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Escapism. Humans are fundamentally wired to crave escapism as part of the human condition. Sam pondered this as he wandered through the artificially lit aisles of the supermarket.
The cereal aisle was perhaps the best aisle. Brightly colored boxes of loops, squares, and puffs lined the shelves — meticulously arranged. Toucan Sam. Tony the Tiger. Frankenberry. He watched as boxes of Cinnamon Toast Crunch and Cocoa Puffs left the shelves and filled the carts of exhausted, executive parents — to be taken home to their fat, noisy children.
As he lifted a box off the shelf, Sam imagined himself in the shoes of a dilapidated father.
Enter; the patriarch — defeated by his superiors and battle-worn from a corporate war — to a house devoid of tenderness. An ornery, spiteful, and nagging wife (enter; the sparring matriarch) and a three-foot banshee. Weary and suffocated in the ecru-toned gallows, there stands a man who left the box of cereal in his plebeian suburban minivan as his family tightens the noose around his neck. Exeunt– act one, scene one — the curtains fall.
An intermission for a dying man.
Sam wheeled his cart, the cool air enveloping him as he passed the rows of carefully placed lemons and watermelons. The fruits and veggies aisle — tailor-made for modernistic yogis and those ailed with a health insurance deficiency.
He eyed the slender, statuesque woman clad in a short, purple dress. Her fingers wrapped themselves around a clementine — as she searched for one that was perfectly spherical. In her shopping basket sat a tackily packaged bottle of cheap champagne and a deluxe pack of Camels.
Sam envisioned himself in her perceived life. An artist, a starving one most likely, celebrating a menial victory. Skin like satin, her long legs shimmered under the harsh, white, grocery-store lighting.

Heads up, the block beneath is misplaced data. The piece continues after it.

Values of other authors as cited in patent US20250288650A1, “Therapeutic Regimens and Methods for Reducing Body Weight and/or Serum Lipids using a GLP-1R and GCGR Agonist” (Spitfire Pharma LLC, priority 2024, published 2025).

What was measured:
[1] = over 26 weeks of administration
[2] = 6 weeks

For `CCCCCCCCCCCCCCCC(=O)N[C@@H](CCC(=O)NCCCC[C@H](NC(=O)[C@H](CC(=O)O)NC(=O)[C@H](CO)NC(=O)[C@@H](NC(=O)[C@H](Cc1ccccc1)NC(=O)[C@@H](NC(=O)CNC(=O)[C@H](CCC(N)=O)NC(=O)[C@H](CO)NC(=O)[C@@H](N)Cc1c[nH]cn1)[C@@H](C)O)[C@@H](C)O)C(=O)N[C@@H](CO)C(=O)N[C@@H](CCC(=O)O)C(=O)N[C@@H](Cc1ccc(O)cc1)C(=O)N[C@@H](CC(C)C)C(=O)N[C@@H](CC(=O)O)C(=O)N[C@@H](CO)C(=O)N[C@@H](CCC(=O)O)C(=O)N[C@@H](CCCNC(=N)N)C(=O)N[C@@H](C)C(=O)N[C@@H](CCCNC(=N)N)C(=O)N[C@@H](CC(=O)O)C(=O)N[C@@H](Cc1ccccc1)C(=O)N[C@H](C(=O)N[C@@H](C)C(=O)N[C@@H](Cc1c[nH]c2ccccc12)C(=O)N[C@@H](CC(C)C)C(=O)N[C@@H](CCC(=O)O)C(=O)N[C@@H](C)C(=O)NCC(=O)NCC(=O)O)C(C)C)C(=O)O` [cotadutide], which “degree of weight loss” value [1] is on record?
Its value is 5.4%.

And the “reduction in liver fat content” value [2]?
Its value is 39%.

An appealing woman — the singer, the painter, the writer — the layman’s supermodel, shutting the dingy door to the darker side of town. She’s safe now. Cocooned in her essence, she thrives as she pops the cork off the champagne and lights a cigarette. A toast for completing a masterpiece, signing a record deal, or writing a book.
A toast to the unwelcome wandering hands and fractious comments — for they have paid off with the most saccharine of fruits. Sam dwelled in her four-inch heels, craving her life the way she craved the perfectly spherical clementine. A life of artistic voyeurism, cigarettes, and short dresses.
A muse and artist in a haven of sex, shallow parties, and mediocre deals.
As Sam wheeled his shopping cart through the aisle of alcoholic beverages, he noticed a couple laughing as they set a bottle of Merlot down in their cart. Young and beautiful, not yet corrupted by the perils of the world. They were all over each other, head-over-heels in love — expressions not yet dour, hands intermingled and not yet separated.
It had been a while since Sam had witnessed pure, unadulterated love and here it was out in the open under the atrocious lighting of the supermarket.